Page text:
Your take on the health of democracy. Connecting it with the ability to tell a good story I don't mean a fiction but to make sense of the world in a coherent narrative is a really interesting idea.
Isn't the problem though that authoritarian leaders really skilful authoritarian leaders are very good at that. And democracies generally aren't. So for example in the Brexit debate in the UK the kind of the demagogues on the right told a very good story. And the Democrats who were in favour of Remain failed to do so. So my question is how do democracies learn how to tell stories about the world that are coherent not simplistic but at the same time capture its complexity. I think the question particularly when it's framed within the Brexit debate.
Is a larger question around the technologies of democracy and I again use that word technologies of democracy very directly because I think what the Brexit campaign and subsequent two year rolling disaster has revealed is the complete unfitness of the British form of representative democracy to deal with a situation of division as it exists. The system itself or the people representing.
Both frankly oppose system led by donkeys. To put it politely. But the alternatives exist. Once again. It's incredibly frustrating to me particularly watching the number of people who now come out and campaign for a second referendum which I would love to see but like why were those people when there's a referendum five years earlier about Proportional Representation. A really flawed proposal but a genuine attempt at reform to a former ABC slotting system. Also look at the really shining example for me that proposes an alternative to what we're currently going through is what's happened in Ireland in the last two years with the citizens assemblies.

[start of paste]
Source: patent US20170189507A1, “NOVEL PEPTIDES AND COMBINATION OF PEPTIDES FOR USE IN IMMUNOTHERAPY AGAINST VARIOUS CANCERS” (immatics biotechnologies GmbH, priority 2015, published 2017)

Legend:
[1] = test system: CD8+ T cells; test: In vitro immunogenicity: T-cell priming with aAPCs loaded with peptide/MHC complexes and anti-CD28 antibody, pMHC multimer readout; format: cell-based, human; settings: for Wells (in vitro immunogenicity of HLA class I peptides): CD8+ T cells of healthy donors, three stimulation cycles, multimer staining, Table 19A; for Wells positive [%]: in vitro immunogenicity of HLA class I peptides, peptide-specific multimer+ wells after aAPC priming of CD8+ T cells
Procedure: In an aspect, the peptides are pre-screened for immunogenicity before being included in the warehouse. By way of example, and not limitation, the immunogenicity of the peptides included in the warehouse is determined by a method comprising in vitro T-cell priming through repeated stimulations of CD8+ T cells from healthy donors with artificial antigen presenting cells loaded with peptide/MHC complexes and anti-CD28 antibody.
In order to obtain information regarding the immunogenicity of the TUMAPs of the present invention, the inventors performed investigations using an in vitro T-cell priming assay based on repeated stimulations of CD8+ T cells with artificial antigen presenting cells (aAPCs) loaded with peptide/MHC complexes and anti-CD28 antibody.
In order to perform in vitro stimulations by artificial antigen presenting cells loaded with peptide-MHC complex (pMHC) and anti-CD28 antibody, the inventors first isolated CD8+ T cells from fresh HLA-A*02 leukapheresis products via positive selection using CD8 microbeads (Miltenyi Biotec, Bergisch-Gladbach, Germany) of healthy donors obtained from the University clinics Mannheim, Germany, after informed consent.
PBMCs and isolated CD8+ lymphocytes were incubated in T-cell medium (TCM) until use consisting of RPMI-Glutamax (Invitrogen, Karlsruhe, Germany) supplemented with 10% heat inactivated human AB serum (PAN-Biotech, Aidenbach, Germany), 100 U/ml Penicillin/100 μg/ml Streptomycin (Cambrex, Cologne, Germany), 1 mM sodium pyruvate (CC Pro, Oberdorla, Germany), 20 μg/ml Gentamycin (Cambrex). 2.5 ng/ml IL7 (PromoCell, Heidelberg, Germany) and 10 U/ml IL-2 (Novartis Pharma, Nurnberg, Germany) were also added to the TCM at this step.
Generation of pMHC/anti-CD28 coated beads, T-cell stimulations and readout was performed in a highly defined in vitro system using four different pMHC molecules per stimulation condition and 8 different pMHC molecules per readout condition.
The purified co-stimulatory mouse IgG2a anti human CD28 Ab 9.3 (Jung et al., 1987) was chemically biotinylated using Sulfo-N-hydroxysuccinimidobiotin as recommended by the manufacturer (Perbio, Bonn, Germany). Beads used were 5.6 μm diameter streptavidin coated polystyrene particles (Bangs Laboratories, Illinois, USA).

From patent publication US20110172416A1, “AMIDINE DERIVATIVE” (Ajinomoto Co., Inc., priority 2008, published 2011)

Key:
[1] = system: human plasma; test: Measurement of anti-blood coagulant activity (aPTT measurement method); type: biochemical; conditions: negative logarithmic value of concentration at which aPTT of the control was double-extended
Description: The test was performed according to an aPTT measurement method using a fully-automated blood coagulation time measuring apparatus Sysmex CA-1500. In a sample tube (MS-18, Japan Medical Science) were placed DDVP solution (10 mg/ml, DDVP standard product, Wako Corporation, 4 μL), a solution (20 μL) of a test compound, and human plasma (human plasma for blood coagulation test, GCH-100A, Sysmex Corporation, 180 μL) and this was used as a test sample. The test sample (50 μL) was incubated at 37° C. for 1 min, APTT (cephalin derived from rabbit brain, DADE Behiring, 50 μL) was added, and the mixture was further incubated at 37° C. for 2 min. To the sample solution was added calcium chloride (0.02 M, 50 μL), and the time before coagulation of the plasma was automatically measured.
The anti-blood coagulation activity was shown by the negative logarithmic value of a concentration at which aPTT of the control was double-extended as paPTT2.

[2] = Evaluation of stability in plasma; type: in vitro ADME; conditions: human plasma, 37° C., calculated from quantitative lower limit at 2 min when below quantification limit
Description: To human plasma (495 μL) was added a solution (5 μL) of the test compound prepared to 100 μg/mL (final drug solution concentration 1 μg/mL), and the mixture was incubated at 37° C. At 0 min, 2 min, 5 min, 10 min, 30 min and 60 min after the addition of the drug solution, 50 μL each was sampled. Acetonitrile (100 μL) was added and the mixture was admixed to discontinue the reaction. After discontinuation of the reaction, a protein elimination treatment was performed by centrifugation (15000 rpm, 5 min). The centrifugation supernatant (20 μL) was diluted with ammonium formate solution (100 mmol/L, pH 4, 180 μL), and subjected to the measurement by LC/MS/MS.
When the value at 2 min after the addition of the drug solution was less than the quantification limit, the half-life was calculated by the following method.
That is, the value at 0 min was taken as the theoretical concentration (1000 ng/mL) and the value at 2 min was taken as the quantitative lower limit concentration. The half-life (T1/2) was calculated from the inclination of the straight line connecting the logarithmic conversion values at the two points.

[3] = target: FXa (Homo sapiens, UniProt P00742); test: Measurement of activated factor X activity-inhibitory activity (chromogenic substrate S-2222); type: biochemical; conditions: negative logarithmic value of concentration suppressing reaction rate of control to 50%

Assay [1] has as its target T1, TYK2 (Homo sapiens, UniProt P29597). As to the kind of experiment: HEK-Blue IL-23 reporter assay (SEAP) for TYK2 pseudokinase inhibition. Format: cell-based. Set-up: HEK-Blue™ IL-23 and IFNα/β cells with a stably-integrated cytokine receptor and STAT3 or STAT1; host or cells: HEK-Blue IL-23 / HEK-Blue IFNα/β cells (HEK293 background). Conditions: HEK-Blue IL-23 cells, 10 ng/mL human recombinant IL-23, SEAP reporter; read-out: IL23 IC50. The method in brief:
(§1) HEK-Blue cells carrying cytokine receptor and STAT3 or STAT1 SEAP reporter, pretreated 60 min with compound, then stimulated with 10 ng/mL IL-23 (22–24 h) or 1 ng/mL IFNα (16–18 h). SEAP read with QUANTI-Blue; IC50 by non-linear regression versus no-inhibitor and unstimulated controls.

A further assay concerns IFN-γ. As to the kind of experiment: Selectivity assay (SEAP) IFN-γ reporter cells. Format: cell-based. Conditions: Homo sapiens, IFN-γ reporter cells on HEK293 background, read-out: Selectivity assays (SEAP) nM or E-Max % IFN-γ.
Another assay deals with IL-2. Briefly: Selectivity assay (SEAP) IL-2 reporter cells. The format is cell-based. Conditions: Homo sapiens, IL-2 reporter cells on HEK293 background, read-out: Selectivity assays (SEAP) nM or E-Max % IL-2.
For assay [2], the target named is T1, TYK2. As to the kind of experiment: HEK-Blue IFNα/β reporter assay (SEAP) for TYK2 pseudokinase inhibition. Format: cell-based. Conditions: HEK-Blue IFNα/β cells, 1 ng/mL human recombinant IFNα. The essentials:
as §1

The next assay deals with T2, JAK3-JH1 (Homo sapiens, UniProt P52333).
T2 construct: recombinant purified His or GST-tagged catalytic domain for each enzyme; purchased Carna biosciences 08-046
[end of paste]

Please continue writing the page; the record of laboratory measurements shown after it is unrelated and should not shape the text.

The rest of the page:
This is a really fascinating form of democratic technology. Right that has actually radically moved Irish democracy forward in really interesting ways. It hasn't just allowed mostly representative system to address really contentious issues. The first thing the Irish citizens assembly has looked at was the abortion debate right. Seems like big big contentious issue in Ireland. They subsequently looked at the climate change issues and what how Ireland should be addressing it. In both cases the systems assemblies proposed ways to go forward that were more radical than any government had been able to propose prior to that. And they did that by starting with a random selection from the population just like the ancient Athenians did and those people did not come with like all the same idea.
They came with a full range of views and at the end of that system as assembly process they reached a consensus. They didn't necessarily agree but consensus was achieved. People were able to progress in their views to make decisions better. And there's a function of the way in which those processes is designed that are radically different the kind of oppositional forms of representational democracy. So as with everything else like we have the technology to do this differently if we choose to implement it.
And of course the the obvious question is how did the Irish manage to achieve this where many of the other political systems are in such crisis.
They did it. I mean it's been implemented elsewhere. The Scandinavians of various countries have implemented citizens assemblies in various forms. It's not a particularly new idea but it's one that's been continually tested in various places where they have not is the same reason we're stuck in the Brexit debate is lack of political leadership and it's the interest of a small group of people within the government who wish to prevent any form of reform because of their own frankly insane political beliefs and also the unwillingness to relinquish power.
And for this to really catch on does a large country Germany France need to take it.
It would be amazing to see that. But we have to start somewhere as has repeatedly happened or the United States.
Would be wonderful. I don't hold out any hopes for the president but I'm more interested in seeing what we can do wherever we are at the present time.